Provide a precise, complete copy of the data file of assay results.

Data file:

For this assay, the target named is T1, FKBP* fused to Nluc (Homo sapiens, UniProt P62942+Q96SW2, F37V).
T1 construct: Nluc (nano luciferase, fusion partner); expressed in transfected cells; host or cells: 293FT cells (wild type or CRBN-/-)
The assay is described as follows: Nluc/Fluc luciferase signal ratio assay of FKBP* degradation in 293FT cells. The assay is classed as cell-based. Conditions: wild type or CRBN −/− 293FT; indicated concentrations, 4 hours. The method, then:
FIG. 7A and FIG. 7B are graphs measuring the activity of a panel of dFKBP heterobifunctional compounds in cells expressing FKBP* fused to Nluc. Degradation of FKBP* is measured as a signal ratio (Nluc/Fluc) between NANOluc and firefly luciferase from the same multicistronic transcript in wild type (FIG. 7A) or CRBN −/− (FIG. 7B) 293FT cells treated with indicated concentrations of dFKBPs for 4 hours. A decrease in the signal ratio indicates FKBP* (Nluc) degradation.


For this assay, the target named is T1, FKBP* fused to Nluc (Homo sapiens, UniProt P62942+Q96SW2, F37V).
T1 construct: Nluc (nano luciferase, fusion partner); expressed in transfected cells; host or cells: 293FT cells (wild type or CRBN-/-)
The assay is described as follows: Nluc/Fluc luciferase signal ratio assay of FKBP* degradation in 293FT cells. The assay is classed as cell-based. Conditions: wild type or CRBN −/− 293FT; indicated concentrations, 4 hours. The method, then:
FIG. 7A and FIG. 7B are graphs measuring the activity of a panel of dFKBP heterobifunctional compounds in cells expressing FKBP* fused to Nluc. Degradation of FKBP* is measured as a signal ratio (Nluc/Fluc) between NANOluc and firefly luciferase from the same multicistronic transcript in wild type (FIG. 7A) or CRBN −/− (FIG. 7B) 293FT cells treated with indicated concentrations of dFKBPs for 4 hours. A decrease in the signal ratio indicates FKBP* (Nluc) degradation.